The death of folders?

Slashdot has a fascinating article on the Macs new Spotlight tool in Tiger called The Death of folders?.

When saving files, you add meta data information to them and just save them – the Spotlight tool keeps an index of this meta data and the files that relate to it. The meta data becomes virtual folders, displaying the “files” contained within. This is very similiar to Gmails “labels” for organising your email. Now this is pretty cool because it means you can now have the one file “stored” under two/three/four/+ virtual folders. You got a bill from your University? Well file it under “Finances” & “University”. It’s not ground break stuff, I agree, it fact it’s quite simplistic but it does address a need for better searching of files on our computers.

Having said that, do I believe the classic Folder is dead? No way. For starters, adding meta data to files can be a real pain. For instance, photos. I’ve taking thousands of photos, do I really want to have to add meta tags to all my photos just so I can find them at a later date? No way. I’d prefer to use a directory structure to store them. “What am I looking for? That’s right, photos from Christmas 2003”. So I goto my Photos directory, events, christmas 2005. Simple.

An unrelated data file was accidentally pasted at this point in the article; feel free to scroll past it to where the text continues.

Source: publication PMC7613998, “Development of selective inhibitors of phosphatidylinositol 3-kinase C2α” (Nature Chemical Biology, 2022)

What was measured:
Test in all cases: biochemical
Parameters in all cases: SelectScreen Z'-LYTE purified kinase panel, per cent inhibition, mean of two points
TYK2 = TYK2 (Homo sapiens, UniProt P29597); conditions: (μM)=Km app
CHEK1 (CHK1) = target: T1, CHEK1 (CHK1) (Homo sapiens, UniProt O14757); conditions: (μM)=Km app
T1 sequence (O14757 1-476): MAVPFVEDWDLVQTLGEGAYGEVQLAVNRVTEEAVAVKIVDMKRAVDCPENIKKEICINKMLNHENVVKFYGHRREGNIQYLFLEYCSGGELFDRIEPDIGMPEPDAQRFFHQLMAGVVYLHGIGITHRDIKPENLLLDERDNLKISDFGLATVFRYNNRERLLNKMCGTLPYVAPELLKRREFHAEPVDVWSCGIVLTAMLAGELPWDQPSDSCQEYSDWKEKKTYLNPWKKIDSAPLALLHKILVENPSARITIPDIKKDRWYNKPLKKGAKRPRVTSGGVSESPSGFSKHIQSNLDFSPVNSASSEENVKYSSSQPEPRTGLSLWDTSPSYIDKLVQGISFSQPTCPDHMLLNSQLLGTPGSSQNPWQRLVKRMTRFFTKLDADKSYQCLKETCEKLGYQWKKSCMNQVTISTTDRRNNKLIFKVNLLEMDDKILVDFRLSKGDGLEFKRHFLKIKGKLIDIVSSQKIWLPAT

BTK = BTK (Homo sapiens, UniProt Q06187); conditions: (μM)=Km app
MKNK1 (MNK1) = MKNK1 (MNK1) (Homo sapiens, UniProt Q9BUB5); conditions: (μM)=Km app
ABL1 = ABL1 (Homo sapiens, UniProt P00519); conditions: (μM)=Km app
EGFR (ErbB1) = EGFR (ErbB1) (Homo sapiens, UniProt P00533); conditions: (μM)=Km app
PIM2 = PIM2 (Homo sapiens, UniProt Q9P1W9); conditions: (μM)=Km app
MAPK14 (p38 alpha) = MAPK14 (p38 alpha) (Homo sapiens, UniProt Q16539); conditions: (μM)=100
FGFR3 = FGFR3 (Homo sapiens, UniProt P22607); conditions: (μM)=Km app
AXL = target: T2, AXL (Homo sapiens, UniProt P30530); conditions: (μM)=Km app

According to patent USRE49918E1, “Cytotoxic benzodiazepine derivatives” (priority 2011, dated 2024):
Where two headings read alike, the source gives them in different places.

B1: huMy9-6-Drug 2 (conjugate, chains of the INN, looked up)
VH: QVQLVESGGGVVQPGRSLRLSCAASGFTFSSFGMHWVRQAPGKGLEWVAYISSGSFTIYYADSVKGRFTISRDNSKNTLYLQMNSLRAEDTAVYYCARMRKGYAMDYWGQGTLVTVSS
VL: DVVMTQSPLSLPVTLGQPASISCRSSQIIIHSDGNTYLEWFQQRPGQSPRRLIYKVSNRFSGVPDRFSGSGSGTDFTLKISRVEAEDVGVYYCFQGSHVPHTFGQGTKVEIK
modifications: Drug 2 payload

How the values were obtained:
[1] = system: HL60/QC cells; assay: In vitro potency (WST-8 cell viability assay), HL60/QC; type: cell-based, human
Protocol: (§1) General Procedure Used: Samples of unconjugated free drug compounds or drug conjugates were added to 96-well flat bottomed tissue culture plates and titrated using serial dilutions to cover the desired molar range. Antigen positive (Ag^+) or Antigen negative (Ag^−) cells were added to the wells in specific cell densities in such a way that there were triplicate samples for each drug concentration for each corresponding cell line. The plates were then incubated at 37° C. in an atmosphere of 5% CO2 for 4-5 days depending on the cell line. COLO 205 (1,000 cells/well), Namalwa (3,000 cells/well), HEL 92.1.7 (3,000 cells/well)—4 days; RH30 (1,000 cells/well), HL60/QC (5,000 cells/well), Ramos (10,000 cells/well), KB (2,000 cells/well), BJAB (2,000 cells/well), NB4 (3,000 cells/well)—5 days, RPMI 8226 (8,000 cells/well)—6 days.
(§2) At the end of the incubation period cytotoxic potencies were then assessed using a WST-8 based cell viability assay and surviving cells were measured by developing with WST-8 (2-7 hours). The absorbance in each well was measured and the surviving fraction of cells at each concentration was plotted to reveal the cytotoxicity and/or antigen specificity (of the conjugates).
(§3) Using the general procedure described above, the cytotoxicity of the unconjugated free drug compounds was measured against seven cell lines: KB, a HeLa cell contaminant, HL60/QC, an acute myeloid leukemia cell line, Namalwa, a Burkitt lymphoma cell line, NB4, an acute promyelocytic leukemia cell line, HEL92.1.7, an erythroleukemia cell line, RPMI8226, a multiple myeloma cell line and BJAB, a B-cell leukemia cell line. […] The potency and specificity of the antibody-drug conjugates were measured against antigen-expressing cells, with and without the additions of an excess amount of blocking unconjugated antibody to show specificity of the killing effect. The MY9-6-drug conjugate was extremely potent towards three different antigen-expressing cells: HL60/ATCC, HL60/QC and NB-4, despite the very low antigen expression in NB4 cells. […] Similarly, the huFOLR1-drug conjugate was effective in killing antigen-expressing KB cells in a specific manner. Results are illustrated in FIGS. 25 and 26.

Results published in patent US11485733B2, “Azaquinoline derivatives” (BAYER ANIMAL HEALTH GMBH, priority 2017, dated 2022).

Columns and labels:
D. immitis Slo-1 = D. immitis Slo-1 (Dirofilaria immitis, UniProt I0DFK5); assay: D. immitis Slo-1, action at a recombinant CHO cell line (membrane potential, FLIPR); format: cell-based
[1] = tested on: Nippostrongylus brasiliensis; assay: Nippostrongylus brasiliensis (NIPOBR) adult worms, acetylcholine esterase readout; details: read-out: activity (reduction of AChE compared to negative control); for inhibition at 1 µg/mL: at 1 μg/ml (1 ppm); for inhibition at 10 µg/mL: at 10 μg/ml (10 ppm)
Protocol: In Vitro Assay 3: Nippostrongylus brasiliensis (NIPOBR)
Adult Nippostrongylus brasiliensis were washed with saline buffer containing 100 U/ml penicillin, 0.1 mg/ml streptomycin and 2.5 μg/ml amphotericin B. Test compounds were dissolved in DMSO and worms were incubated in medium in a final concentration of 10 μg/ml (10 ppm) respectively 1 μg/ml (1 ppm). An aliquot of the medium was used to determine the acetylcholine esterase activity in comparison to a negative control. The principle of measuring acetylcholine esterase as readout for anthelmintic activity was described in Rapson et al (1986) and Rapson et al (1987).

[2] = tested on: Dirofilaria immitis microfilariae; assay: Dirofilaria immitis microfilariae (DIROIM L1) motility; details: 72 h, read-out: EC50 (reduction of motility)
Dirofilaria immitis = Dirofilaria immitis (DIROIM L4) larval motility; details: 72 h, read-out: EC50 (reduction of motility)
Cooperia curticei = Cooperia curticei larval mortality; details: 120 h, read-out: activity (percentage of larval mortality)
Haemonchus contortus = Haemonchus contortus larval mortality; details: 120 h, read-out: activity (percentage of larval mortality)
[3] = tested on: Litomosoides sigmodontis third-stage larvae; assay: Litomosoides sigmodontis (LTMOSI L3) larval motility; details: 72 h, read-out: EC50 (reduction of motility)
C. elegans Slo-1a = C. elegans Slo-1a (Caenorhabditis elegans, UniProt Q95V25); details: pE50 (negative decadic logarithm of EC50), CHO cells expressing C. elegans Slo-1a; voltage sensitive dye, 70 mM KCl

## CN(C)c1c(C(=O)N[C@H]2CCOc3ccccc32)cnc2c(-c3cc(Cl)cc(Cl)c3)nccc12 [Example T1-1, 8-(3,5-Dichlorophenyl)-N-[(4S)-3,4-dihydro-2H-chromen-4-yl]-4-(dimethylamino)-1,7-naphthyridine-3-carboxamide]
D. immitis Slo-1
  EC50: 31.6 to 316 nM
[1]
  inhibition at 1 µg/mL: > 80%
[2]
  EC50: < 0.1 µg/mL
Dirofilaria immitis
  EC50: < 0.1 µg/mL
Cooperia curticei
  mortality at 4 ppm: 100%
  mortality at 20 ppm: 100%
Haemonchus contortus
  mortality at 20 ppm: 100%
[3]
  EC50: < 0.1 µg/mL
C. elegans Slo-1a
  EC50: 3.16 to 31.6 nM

Also, Folders are necessary to segment data efficiently. Do I really want application installs, word documents, photos, videos, emails etc all stored in some flat directory structure? That basic thought goes against all the organisational processes we learn or are taught during our lives. Would you organise your house like this? Just throw everything into the living room? Nope – you use draws for clothes, cupboards for dishes, entertainment unit for tv/stereo etc etc.

So I prefer to see a convergence of the two worlds. The use of folders to store your files efficiently, while using a meta data “virtual” folder for finding files.

I think we’ll find it’s the best of both worlds.


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